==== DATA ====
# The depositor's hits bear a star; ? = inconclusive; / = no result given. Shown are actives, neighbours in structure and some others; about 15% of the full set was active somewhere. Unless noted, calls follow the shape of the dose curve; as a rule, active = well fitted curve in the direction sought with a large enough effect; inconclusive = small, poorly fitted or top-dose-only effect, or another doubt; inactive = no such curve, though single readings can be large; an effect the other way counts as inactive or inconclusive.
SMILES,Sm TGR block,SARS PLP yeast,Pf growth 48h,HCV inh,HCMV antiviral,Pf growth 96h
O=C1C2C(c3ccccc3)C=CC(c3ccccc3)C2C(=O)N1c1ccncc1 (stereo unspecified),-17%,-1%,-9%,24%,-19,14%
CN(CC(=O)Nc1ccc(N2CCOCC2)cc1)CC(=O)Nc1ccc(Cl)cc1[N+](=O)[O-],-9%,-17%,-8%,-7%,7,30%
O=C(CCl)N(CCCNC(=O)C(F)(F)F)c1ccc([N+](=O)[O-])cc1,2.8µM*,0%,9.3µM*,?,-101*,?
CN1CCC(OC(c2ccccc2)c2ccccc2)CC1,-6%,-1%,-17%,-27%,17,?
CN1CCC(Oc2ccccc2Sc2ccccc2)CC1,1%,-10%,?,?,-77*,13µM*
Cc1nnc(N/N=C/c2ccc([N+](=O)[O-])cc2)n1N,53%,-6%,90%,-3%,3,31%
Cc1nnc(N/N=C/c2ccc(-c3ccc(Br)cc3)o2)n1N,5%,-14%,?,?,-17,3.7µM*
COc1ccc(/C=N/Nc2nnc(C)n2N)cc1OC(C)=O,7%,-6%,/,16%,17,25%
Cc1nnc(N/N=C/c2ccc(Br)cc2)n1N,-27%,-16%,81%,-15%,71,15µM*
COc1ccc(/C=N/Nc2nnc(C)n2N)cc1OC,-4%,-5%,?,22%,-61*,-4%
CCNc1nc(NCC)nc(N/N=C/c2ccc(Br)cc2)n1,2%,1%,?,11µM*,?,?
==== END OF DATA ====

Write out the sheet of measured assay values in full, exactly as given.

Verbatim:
# The depositor's hits bear a star; ? = inconclusive; / = no result given. Shown are actives, neighbours in structure and some others; about 15% of the full set was active somewhere. Unless noted, calls follow the shape of the dose curve; as a rule, active = well fitted curve in the direction sought with a large enough effect; inconclusive = small, poorly fitted or top-dose-only effect, or another doubt; inactive = no such curve, though single readings can be large; an effect the other way counts as inactive or inconclusive.
SMILES,Sm TGR block,SARS PLP yeast,Pf growth 48h,HCV inh,HCMV antiviral,Pf growth 96h
O=C1C2C(c3ccccc3)C=CC(c3ccccc3)C2C(=O)N1c1ccncc1 (stereo unspecified),-17%,-1%,-9%,24%,-19,14%
CN(CC(=O)Nc1ccc(N2CCOCC2)cc1)CC(=O)Nc1ccc(Cl)cc1[N+](=O)[O-],-9%,-17%,-8%,-7%,7,30%
O=C(CCl)N(CCCNC(=O)C(F)(F)F)c1ccc([N+](=O)[O-])cc1,2.8µM*,0%,9.3µM*,?,-101*,?
CN1CCC(OC(c2ccccc2)c2ccccc2)CC1,-6%,-1%,-17%,-27%,17,?
CN1CCC(Oc2ccccc2Sc2ccccc2)CC1,1%,-10%,?,?,-77*,13µM*
Cc1nnc(N/N=C/c2ccc([N+](=O)[O-])cc2)n1N,53%,-6%,90%,-3%,3,31%
Cc1nnc(N/N=C/c2ccc(-c3ccc(Br)cc3)o2)n1N,5%,-14%,?,?,-17,3.7µM*
COc1ccc(/C=N/Nc2nnc(C)n2N)cc1OC(C)=O,7%,-6%,/,16%,17,25%
Cc1nnc(N/N=C/c2ccc(Br)cc2)n1N,-27%,-16%,81%,-15%,71,15µM*
COc1ccc(/C=N/Nc2nnc(C)n2N)cc1OC,-4%,-5%,?,22%,-61*,-4%
CCNc1nc(NCC)nc(N/N=C/c2ccc(Br)cc2)n1,2%,1%,?,11µM*,?,?